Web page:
Fabric used as sheathing.

So, as we’ve been dealing with lowering our robot’s weight considerably, we’re investigating alternative methods of sheating our robots and its internal components from damage.

One method we’re pursuing is the use of fabric rather than the traditional sorts of lexan covers many robots have. So, I’ve been wondering what sort of fabric teams used last season on their wings – as seen on robots from teams like 60, 118, and 343.

We need something that’s light, strong, readily available and, with luck, puncture and tear resistant. Does anyone have any suggestions?


I hear spider silk is strong for it’s weight :yikes:

But seriously what are you covering? Sub systems that extend outside the plane of your robot or just the main systems? We’ve found that just sturdy supports strategically spaced can protect the robot from balls and the like, if you’re worried about arms and what not getting inside and entangled lexan really is the best to use. Very thin lexan is light and still very strong, if you don’t have it over a wide area and have some kind of support behind it you could get away with stuff that’s an 1/8 thick or even less. The weight is pretty nominal

1/16" Lexan can be pretty darn brittle, though it still might be stronger than any fabric you can find. The best option I could think of would be some kevlar fabric. Here’s one source, I’m sure you could shop around for someothers:


Just saw something in another thread that could be a good idea. Why not use mesh, like for window screens or something slightly thicker? Search MSC for “wire cloth”

TYVEK is a trade name for a building housewrap. I believe it is made of spun olefin fiber and is extremely tear resistant. I am thinking of using it or a similar product to cover our bot. The drawback would be the tradenames that appear all over the product.

Don’t use Tyvek! Don’t use it! Please!

Sorry. We have two gigantic rolls of plain Tyvek that we’re always tempted to use, but never do; it is extremely tear resistant, yes, but it’s puncture resistance is terrible. I was able to poke through it with my finger.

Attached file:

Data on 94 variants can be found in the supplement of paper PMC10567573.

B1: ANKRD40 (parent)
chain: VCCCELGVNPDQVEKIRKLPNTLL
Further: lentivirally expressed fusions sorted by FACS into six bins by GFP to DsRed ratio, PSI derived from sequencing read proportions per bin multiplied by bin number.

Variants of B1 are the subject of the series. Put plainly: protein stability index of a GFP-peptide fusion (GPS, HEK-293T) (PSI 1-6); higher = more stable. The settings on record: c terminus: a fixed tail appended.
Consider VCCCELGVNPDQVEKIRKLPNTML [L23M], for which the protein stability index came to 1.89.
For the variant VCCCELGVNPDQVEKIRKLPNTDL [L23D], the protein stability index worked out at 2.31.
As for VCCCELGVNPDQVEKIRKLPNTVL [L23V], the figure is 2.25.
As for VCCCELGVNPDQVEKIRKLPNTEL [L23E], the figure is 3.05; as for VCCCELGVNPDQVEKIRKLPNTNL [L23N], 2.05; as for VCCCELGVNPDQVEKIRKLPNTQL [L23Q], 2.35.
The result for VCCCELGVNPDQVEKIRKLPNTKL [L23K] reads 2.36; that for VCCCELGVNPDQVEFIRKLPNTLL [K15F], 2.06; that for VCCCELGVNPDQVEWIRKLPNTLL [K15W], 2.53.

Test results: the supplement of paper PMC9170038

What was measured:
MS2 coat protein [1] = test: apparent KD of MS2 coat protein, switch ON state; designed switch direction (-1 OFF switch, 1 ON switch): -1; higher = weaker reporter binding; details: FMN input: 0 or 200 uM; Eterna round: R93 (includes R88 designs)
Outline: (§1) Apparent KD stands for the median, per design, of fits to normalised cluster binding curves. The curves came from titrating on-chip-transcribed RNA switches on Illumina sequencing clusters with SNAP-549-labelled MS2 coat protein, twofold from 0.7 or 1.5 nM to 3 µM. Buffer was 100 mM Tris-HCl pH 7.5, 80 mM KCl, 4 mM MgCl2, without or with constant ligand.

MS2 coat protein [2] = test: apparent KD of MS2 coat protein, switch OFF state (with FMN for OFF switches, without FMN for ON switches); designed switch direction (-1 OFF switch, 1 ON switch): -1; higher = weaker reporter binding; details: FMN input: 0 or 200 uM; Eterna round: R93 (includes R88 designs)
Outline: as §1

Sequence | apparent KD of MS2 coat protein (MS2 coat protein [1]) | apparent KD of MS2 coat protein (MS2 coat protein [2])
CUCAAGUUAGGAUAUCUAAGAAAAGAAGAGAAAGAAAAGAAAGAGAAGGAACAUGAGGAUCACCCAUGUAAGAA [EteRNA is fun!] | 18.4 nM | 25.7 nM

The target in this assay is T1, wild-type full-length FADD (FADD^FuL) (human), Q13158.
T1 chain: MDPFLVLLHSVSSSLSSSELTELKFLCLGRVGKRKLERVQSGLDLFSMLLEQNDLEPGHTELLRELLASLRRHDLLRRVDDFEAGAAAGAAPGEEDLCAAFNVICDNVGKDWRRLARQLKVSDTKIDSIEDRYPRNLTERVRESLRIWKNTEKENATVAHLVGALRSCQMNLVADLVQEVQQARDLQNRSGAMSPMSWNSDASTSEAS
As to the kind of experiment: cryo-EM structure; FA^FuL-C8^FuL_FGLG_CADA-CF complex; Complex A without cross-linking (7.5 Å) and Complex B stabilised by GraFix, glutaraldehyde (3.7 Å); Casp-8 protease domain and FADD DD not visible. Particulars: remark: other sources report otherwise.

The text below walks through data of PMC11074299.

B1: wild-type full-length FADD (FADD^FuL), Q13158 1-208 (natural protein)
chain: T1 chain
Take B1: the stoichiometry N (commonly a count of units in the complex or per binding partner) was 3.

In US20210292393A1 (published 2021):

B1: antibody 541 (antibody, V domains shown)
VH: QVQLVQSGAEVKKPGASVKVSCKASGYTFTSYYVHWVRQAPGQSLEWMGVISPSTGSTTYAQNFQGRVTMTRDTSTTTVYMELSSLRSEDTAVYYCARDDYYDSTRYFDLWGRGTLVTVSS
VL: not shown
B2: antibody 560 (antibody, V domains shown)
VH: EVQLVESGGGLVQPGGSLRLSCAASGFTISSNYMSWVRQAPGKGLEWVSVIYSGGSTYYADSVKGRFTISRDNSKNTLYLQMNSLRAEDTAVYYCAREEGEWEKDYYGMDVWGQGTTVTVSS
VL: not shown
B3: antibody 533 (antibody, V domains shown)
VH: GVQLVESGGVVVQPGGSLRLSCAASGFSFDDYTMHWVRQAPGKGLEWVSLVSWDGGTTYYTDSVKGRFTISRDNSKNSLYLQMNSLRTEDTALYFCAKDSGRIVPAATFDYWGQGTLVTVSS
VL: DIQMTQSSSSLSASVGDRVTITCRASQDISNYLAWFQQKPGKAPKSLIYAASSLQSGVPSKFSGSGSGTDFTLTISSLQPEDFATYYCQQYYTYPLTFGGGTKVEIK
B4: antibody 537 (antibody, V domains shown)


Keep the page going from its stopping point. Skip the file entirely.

We’re doing the same thing, M, because our robot’s shape isn’t very lexan-friendly with all sorts of weird angles. We’re using truck bedding tarp; you know, the waterproof stuff made to put over truck beds when it rains? It’s light as a feather, and you can’t get through it with a pin. It’s pretty cool :slight_smile:

Thanks for the suggestions once more, everyone. I’ll definitely see if I can’t track down some of these materials locally and put them to good use.

It’s being used for wings not unlike what many robots sported last year, and so it has to be resistant to “rigourous robot interaction.” We expect that it’ll be in a place that lots of robots might want to be, and so we’re expecting it to get beaten up badly.

Call Rose City Textiles in Portland Oregon (They should have a white page listing) and see if they still carry a heavy duty rip-stop nylon shell fabric often used in tents and parkas. They are an overstock type firm that specializes in outdoor and sports fabrics. I used the as a resource for tent making some years ago.
P.M. Me if you need some solid instructions on how to give extra strength when attatching loops or grommetts

Dont bother with canvas or denim. Go straight for the rip-stop. It is designed to resist the punctures and tears you are talking about. trust me on this. I have designed children’s clothing and outdoor equipment for many years.

Thank you, Amber. That sounds like exactly what I had in mind and Portland is reasonably close. If I had a car out here, I’d drive down there and pick up the stuff myself.

By any chance, do you know how much it may cost, approximately? We’re a bit poor as a check we were waiting on hasn’t yet arrived, to my knowledge.

Something I’ve always wanted to try is using layered HDPE as a shell. Collect old shopping bags (the thin noisy ones you get at the grocery store) and layer them to create a protective barrier. This would be a very cheap option, as most people have lots of these bags laying around, would be lighter, and may stop must blunt objects like balls or goals (anything sharp will cut through it).

I really have no idea how this would work, but it’s probably worth at least a test.


Rip-stop usually comes on rolls in widths of 54" to 60" and at RCT can cost anywhere from 50 cents to $10.00 a yard. You should be able to purchase it by the yard. If they give you a catalog to look at, start with the blue pages first (if they still do that) and they will have the cheapest closeout stuff there. Generally though, it’s all cheap compared to most fabric stores,…plus, you can’t find that stuff in most fabric stores. It’s an independant (cheap) outerwear designer’s dream.

Oh and they also deliver nationwide since they are a mail-order oufit.
Ask for samples of “HEAVYWEIGHT, RIP-STOP, NYLON” sometimes they will have the word “MACHO” in the description to indicate strength. I worked with some a few years back and it was like a nylon version of canvas that put regular canvas to shame in a paper thin sheet. You call them, they send you swatches for free, then you order and they ship it to you. You don’t have to drive.